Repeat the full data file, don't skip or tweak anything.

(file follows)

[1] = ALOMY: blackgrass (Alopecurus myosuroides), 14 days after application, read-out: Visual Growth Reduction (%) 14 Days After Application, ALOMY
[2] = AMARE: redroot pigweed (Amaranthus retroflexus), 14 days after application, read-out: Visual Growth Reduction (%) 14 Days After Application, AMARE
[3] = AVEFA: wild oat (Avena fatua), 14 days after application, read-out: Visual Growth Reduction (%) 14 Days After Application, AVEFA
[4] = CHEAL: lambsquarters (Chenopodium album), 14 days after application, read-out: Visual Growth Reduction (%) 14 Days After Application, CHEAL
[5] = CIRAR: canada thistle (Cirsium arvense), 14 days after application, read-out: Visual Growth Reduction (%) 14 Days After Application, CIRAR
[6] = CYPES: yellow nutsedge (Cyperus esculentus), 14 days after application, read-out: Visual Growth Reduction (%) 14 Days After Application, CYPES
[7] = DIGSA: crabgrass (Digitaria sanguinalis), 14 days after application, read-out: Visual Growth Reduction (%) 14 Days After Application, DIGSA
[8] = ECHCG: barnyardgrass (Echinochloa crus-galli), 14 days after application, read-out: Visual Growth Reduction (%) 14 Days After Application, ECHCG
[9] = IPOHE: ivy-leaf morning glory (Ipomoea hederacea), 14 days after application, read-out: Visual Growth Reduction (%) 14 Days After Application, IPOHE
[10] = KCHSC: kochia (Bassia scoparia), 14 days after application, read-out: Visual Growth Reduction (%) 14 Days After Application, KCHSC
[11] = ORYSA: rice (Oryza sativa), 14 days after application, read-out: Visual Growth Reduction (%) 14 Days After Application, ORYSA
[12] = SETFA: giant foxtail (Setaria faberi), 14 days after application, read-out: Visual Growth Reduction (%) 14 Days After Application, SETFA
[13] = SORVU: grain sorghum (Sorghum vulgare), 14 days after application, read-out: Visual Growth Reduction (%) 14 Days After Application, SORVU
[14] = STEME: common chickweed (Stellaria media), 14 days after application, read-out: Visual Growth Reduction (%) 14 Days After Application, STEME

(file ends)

[1] = ALOMY: blackgrass (Alopecurus myosuroides), 14 days after application, read-out: Visual Growth Reduction (%) 14 Days After Application, ALOMY
[2] = AMARE: redroot pigweed (Amaranthus retroflexus), 14 days after application, read-out: Visual Growth Reduction (%) 14 Days After Application, AMARE
[3] = AVEFA: wild oat (Avena fatua), 14 days after application, read-out: Visual Growth Reduction (%) 14 Days After Application, AVEFA
[4] = CHEAL: lambsquarters (Chenopodium album), 14 days after application, read-out: Visual Growth Reduction (%) 14 Days After Application, CHEAL
[5] = CIRAR: canada thistle (Cirsium arvense), 14 days after application, read-out: Visual Growth Reduction (%) 14 Days After Application, CIRAR
[6] = CYPES: yellow nutsedge (Cyperus esculentus), 14 days after application, read-out: Visual Growth Reduction (%) 14 Days After Application, CYPES
[7] = DIGSA: crabgrass (Digitaria sanguinalis), 14 days after application, read-out: Visual Growth Reduction (%) 14 Days After Application, DIGSA
[8] = ECHCG: barnyardgrass (Echinochloa crus-galli), 14 days after application, read-out: Visual Growth Reduction (%) 14 Days After Application, ECHCG
[9] = IPOHE: ivy-leaf morning glory (Ipomoea hederacea), 14 days after application, read-out: Visual Growth Reduction (%) 14 Days After Application, IPOHE
[10] = KCHSC: kochia (Bassia scoparia), 14 days after application, read-out: Visual Growth Reduction (%) 14 Days After Application, KCHSC
[11] = ORYSA: rice (Oryza sativa), 14 days after application, read-out: Visual Growth Reduction (%) 14 Days After Application, ORYSA
[12] = SETFA: giant foxtail (Setaria faberi), 14 days after application, read-out: Visual Growth Reduction (%) 14 Days After Application, SETFA
[13] = SORVU: grain sorghum (Sorghum vulgare), 14 days after application, read-out: Visual Growth Reduction (%) 14 Days After Application, SORVU
[14] = STEME: common chickweed (Stellaria media), 14 days after application, read-out: Visual Growth Reduction (%) 14 Days After Application, STEME